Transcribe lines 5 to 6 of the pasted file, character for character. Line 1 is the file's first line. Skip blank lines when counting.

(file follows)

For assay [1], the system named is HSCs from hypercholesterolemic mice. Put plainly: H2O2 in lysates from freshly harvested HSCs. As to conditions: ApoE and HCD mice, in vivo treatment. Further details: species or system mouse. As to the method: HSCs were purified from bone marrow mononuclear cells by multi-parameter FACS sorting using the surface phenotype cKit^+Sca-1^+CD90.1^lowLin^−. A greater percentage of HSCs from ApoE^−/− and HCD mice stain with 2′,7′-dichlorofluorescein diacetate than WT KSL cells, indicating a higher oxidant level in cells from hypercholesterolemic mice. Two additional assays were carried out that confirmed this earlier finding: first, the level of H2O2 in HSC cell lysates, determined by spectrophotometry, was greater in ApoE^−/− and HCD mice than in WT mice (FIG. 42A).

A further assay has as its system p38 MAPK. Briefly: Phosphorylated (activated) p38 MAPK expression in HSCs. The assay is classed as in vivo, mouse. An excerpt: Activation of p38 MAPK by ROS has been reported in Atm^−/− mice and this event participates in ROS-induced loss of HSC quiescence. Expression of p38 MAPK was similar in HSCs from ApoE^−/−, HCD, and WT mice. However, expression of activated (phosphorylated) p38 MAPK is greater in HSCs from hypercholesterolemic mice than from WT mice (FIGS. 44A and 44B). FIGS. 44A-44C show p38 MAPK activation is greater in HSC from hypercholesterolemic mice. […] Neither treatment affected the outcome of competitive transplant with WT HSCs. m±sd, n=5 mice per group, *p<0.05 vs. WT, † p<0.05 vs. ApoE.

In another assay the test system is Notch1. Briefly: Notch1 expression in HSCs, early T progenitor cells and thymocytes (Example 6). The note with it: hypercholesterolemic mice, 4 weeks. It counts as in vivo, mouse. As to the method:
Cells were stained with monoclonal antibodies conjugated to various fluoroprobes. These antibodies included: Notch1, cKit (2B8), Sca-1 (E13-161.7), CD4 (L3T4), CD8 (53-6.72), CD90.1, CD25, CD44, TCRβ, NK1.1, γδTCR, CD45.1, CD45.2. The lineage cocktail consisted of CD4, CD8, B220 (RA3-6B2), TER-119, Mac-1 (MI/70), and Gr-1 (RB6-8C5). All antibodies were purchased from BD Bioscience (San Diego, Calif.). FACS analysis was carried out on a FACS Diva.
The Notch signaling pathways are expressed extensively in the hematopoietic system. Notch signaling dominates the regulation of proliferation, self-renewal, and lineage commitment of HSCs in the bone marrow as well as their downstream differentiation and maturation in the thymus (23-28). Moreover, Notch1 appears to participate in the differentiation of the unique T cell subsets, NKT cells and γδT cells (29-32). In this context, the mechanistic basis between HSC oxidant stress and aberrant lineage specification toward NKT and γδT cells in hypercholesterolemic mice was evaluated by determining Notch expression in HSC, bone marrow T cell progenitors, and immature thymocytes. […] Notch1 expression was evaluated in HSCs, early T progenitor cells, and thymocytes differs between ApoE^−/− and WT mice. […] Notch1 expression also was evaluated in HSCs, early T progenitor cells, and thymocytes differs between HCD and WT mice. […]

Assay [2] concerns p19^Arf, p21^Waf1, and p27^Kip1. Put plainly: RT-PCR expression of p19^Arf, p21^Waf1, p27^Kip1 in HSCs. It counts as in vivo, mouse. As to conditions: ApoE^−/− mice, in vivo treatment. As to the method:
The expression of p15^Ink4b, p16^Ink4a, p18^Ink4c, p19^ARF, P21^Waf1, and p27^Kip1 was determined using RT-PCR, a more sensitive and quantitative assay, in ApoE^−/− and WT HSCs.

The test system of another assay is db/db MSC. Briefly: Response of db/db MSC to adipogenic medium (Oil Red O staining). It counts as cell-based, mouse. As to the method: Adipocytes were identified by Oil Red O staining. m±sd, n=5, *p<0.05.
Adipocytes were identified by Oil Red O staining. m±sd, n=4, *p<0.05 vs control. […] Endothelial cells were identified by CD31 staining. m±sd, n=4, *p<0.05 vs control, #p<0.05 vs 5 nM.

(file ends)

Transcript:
The Notch signaling pathways are expressed extensively in the hematopoietic system. Notch signaling dominates the regulation of proliferation, self-renewal, and lineage commitment of HSCs in the bone marrow as well as their downstream differentiation and maturation in the thymus (23-28). Moreover, Notch1 appears to participate in the differentiation of the unique T cell subsets, NKT cells and γδT cells (29-32). In this context, the mechanistic basis between HSC oxidant stress and aberrant lineage specification toward NKT and γδT cells in hypercholesterolemic mice was evaluated by determining Notch expression in HSC, bone marrow T cell progenitors, and immature thymocytes. […] Notch1 expression was evaluated in HSCs, early T progenitor cells, and thymocytes differs between ApoE^−/− and WT mice. […] Notch1 expression also was evaluated in HSCs, early T progenitor cells, and thymocytes differs between HCD and WT mice. […]

Assay [2] concerns p19^Arf, p21^Waf1, and p27^Kip1. Put plainly: RT-PCR expression of p19^Arf, p21^Waf1, p27^Kip1 in HSCs. It counts as in vivo, mouse. As to conditions: ApoE^−/− mice, in vivo treatment. As to the method: